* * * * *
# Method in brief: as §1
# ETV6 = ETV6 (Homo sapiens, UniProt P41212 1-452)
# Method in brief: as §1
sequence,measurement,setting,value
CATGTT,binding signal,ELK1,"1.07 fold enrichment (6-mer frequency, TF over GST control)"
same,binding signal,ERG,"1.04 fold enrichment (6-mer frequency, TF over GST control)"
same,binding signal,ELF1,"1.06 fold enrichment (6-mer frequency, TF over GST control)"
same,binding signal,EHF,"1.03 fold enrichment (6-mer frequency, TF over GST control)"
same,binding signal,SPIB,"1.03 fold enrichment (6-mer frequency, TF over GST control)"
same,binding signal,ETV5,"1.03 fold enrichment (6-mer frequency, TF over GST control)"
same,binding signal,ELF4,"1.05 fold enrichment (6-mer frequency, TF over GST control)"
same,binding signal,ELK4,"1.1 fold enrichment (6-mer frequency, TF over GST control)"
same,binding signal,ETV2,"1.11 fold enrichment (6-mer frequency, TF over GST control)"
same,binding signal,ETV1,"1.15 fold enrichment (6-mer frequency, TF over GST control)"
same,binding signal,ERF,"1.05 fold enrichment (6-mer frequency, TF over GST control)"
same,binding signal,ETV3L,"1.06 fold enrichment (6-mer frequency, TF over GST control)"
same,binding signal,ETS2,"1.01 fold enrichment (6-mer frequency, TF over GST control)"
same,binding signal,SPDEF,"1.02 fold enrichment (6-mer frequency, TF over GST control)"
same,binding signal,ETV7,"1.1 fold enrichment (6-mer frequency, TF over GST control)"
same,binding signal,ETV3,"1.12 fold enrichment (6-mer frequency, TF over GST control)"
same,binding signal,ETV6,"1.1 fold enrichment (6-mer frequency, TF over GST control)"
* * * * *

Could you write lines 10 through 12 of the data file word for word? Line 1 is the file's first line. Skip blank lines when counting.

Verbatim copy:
same,binding signal,ETV5,"1.03 fold enrichment (6-mer frequency, TF over GST control)"
same,binding signal,ELF4,"1.05 fold enrichment (6-mer frequency, TF over GST control)"
same,binding signal,ELK4,"1.1 fold enrichment (6-mer frequency, TF over GST control)"